Skin + Gratitude

When it comes to the health of your skin, the role of mental health is impossible to ignore. Research continues to uncover the connection between our mood and emotions and the physiology of our largest organ. 

One of the simplest and most maintainable practices (that’s also clinically proven to improve emotional outcomes) is expressing gratitude. This tool is as simple as its sounds and anyone can participate. Gratitude exercises are when a person thinks of, speaks, or writes out things they are grateful for. These can be people, experiences, traits or concepts that evoke a positive emotional response. A Consonant favourite is the answer to the question “What is something about your body that you’re grateful for?” 

Why Is Practicing Gratitude Good For My Skin?

Studies show that after participating in gratitude practices, participants have more optimism, happiness, and feel more in control of their lives. Furthermore, these exercises decrease stress markers in the body like cortisol levels and inflammatory proteins. All of which are also linked to the look and function of skin. Less cortisol and inflammation means less risk of developing or exacerbating conditions like acne, rosacea, dermatitis and more!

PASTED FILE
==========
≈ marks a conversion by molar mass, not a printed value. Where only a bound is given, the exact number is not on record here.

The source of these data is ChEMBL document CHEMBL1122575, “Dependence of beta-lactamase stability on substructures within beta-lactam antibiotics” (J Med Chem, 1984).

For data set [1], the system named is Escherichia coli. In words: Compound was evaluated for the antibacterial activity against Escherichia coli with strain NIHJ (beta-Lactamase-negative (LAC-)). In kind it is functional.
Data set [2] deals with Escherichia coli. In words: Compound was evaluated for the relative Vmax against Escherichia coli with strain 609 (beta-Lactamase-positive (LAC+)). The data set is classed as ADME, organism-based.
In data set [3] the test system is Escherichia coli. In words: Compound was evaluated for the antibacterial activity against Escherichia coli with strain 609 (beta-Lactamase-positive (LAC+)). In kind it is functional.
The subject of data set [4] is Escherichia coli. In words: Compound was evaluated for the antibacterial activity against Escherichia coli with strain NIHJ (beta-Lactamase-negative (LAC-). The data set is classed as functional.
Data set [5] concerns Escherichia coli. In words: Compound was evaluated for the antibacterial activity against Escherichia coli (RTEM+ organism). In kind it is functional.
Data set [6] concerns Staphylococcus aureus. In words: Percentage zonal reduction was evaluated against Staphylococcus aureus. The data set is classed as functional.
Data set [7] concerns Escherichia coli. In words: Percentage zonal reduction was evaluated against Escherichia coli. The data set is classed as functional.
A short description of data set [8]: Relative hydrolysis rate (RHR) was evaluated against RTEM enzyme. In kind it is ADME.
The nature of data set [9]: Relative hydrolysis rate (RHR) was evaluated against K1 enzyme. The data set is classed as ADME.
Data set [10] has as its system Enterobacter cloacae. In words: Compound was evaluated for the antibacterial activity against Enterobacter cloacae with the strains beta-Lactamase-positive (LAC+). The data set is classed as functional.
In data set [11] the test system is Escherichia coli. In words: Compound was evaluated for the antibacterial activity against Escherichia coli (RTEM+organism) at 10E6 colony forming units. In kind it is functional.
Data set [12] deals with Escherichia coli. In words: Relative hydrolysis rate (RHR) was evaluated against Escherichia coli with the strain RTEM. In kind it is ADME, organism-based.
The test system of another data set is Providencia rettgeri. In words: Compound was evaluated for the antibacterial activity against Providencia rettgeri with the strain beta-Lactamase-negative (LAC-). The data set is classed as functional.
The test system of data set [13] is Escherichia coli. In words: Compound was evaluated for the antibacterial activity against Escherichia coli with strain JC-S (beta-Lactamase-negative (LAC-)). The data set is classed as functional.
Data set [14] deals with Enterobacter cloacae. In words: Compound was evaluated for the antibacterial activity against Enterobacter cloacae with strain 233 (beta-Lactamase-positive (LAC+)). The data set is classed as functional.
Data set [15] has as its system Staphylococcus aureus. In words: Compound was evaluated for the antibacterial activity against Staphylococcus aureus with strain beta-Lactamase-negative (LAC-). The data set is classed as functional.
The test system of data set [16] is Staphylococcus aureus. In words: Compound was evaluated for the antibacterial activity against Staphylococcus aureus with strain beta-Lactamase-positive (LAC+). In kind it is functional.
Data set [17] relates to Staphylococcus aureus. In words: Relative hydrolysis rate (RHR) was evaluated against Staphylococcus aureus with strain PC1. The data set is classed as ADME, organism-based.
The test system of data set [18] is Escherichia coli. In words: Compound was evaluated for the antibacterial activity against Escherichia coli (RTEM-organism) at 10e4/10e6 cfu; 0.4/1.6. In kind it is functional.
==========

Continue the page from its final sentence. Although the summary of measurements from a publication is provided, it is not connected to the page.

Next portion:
So, whether you jot them in a journal, the notes app on your phone, or say them aloud as you wash your face (with Consonant Natural Foaming Face Wash), try incorporating gratitude into your daily ritual for healthy, radiant skin.

Don’t know where to start?

Here are 10 Consonant Daily Gratitude Prompts
  • Something beautiful I am grateful for is…

  • Something that changes I am grateful for is…

  • A physical part of me I’m grateful for is…

  • Something money can’t buy I’m grateful for is…

  • A space in my home I am grateful for is…

  • Something that’s funny I’m grateful for is…

  • Something interesting I’m grateful for is…

  • A memory I’m grateful for is…

  • Something in nature I’m grateful for is…

  • Someone I’m grateful for is…

References

Fuller-Tyszkiewicz, M., Richardson, B., Lewis, V., Linardon, J., Mills, J., Juknaitis, K., ... & Ware, A. (2019). A randomized trial exploring mindfulness and gratitude exercises as eHealth-based micro-interventions for improving body satisfaction. Comput

Salzmann, S., Euteneuer, F., Strahler, J., Laferton, J. A., Nater, U. M., & Rief, W. (2018). Optimizing expectations and distraction leads to lower cortisol levels after acute stress. Psychoneuroendocrinology88, 144-152.

 Jafferany, M. (2007). Psychodermatology: a guide to understanding common psychocutaneous disorders. Primary care companion to the Journal of clinical psychiatry9(3), 203.